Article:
Noncanonical cleavage mechanism in miRNA biogenesis

To discover and thoroughly demonstrate the newly identified noncanonical cleavage mechanism, the research team used several sophisticated techniques, such as miRNA sequencing, pri-miRNA structure analysis, and high-throughput pri-miRNA cleavage assays for approximately 260,000 pri-miRNA sequences.

In contrast to the canonical mechanism, the noncanonical mechanism does not rely on several essential protein and RNA elements required for the canonical mechanism. The study also revealed previously unrecognized DROSHA recognition sites (DRES), which are critical for noncanonical cleavage but can also function in the canonical cleavage mechanism.

Furthermore, the study highlights the evolutionary aspect of this noncanonical cleavage mechanism, revealing that it is conserved across several animal species. This finding suggests that the noncanonical mechanism plays a significant role in the evolution of miRNA biogenesis and regulation.

MicroRNAs (miRNAs) are tiny RNA molecules that play a crucial role in regulating the activity of genes. They help control various biological processes, such as cell growth, development, and immunity. In recent years, scientists have been researching extensively on miRNAs to better understand their functions and the mechanisms involved in their production.

Now, scientists have made a groundbreaking discovery in molecular biology, unveiling a noncanonical cleavage mechanism for the Microprocessor (MP, DROSHA-DGCR8 complex) complex, responsible for producing miRNAs in humans and other animals by processing primary miRNA transcripts (pri-miRNAs). This groundbreaking discovery sheds light on a long-standing mystery in molecular biology and could have far-reaching implications for our understanding of gene regulation, cellular processes, and the evolution of miRNA biogenesis pathways in animals.

The Microprocessor complex in animals was discovered in 2004, and since then, its molecular mechanisms in producing miRNAs have been extensively studied by many research groups. These studies together built a molecular mechanism model of this enzyme, called the canonical pri-miRNA processing mechanism. However, this mechanism can only explain how the enzyme cleaves many pri-miRNAs in animals. Since pri-miRNAs in animals are highly diverse in structure and sequences, this mechanism fails to explain how a significant portion of pri-miRNAs are processed.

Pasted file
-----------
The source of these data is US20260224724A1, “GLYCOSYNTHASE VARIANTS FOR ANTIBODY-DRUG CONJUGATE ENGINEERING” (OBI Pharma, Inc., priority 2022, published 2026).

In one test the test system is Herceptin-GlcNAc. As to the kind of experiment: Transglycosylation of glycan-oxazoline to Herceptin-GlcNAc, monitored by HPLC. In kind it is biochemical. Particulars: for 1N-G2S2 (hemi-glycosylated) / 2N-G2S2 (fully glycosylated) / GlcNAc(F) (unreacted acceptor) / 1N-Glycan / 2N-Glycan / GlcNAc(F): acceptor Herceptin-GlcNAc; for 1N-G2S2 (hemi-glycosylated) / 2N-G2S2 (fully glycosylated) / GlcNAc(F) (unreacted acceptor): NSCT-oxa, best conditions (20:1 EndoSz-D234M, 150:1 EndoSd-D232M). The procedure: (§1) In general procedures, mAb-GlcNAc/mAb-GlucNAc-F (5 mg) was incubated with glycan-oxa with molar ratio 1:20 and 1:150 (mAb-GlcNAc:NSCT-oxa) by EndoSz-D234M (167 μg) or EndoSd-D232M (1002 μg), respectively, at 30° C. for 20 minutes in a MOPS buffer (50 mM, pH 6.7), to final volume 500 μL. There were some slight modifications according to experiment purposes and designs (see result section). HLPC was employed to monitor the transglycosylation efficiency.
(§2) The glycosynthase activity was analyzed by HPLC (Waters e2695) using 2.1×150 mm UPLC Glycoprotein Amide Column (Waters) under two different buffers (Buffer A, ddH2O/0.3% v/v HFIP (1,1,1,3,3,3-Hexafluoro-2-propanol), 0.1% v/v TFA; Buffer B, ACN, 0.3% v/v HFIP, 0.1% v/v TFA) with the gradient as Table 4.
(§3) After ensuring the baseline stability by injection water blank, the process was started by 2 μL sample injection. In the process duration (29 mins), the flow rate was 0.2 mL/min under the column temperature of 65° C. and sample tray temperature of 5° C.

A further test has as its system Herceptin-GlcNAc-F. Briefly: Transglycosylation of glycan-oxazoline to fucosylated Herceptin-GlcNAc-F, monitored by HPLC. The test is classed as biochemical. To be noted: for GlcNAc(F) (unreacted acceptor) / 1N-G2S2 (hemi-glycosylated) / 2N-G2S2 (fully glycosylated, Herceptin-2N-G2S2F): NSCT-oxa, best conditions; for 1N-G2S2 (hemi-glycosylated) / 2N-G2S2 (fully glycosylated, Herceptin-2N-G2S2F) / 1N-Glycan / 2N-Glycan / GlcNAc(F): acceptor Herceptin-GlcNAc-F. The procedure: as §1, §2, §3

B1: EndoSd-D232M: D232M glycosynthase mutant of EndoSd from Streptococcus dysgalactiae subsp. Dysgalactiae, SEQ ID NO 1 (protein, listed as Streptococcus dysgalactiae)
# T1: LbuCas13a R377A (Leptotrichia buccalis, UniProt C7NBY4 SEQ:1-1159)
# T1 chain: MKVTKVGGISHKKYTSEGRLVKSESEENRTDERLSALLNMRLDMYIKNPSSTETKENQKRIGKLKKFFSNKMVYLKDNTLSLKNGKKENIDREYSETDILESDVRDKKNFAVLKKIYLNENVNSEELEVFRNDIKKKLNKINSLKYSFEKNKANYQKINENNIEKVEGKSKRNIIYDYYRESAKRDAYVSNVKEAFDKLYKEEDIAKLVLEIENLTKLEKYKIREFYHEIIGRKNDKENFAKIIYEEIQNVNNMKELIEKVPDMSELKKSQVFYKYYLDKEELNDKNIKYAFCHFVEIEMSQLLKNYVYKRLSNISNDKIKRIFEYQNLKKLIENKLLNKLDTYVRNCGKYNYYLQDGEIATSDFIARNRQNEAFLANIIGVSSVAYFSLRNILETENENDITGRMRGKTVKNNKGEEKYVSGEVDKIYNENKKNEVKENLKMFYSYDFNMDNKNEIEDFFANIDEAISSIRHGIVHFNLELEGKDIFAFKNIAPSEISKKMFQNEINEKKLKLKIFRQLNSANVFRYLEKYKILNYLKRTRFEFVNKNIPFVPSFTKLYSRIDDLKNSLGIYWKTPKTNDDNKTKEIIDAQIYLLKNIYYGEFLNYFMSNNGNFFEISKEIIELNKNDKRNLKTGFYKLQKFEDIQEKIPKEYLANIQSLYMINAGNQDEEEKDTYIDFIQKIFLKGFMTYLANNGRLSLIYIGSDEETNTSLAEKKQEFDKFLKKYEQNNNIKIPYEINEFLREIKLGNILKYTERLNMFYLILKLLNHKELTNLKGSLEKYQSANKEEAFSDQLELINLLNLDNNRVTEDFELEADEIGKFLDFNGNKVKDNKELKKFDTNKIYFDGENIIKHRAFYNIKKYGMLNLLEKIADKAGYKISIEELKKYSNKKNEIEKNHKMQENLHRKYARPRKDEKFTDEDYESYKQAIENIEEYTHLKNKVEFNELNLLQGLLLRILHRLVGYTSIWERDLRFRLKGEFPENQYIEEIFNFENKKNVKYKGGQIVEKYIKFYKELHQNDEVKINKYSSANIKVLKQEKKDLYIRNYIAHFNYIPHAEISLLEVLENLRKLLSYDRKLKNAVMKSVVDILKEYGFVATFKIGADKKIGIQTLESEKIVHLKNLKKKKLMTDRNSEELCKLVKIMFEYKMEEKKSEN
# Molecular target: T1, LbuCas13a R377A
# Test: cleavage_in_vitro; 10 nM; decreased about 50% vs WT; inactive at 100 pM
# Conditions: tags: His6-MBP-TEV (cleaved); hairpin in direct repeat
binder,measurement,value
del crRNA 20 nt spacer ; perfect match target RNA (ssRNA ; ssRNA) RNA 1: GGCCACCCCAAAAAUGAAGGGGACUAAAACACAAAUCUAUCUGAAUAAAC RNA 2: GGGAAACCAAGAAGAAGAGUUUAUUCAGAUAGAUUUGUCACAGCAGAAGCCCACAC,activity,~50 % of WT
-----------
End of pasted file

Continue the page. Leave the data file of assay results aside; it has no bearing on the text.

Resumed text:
The noncanonical pri-miRNA processing mechanism, discovered and published in the esteemed journal Molecular Cell, solves a two-decade-long mystery in molecular biology regarding the cleavage of numerous pri-miRNAs in animals and complements the previously known canonical mechanism. In simpler terms, this discovery reveals a new way our cells produce miRNAs, which could have implications for our understanding of gene regulation, cellular processes, and the evolution of miRNA biogenesis pathways in animals.

The discovery of the noncanonical cleavage mechanism of the MP complex in miRNA biogenesis has far-reaching implications for future studies in molecular biology. The identification of this mechanism opens up new avenues of research and expands our understanding of the regulatory landscape of miRNA biogenesis in animals.
One of the most significant implications is the potential to discover a greater variety of substrates for the MP complex in animals. Previously, the canonical mechanism was unable to account for the processing of certain pri-miRNAs. Now, with the noncanonical mechanism, researchers can reevaluate RNA substrates that were previously unexplained or overlooked. This could lead to the identification of novel pri-miRNAs and other RNA substrates that are specifically processed by the noncanonical mechanism.

Another implication lies in the potential to reveal new functions of the MP complex in animals. As the noncanonical mechanism can process short stem pri-miRNAs, it suggests a broader cellular role for the MP complex. This could lead to the discovery of previously unknown roles in gene regulation and cellular processes, such as development, differentiation, and immunity.

Finally, by demonstrating the conservation of the noncanonical mechanism across various animal species, particularly in worms like C. elegans and C. briggsae, this study highlights the evolutionary significance of this mechanism. Future studies could delve deeper into the evolutionary aspects of both canonical and noncanonical mechanisms, shedding light on the development and diversification of miRNA biogenesis pathways in animals.

In conclusion, the discovery of the noncanonical mechanism in miRNA biogenesis has opened up new research possibilities and expanded our understanding of the molecular mechanisms underlying miRNA production. This paves the way for future discoveries in molecular biology, leading to a better understanding of gene regulation, cellular processes, and the evolution of miRNA biogenesis pathways in animals.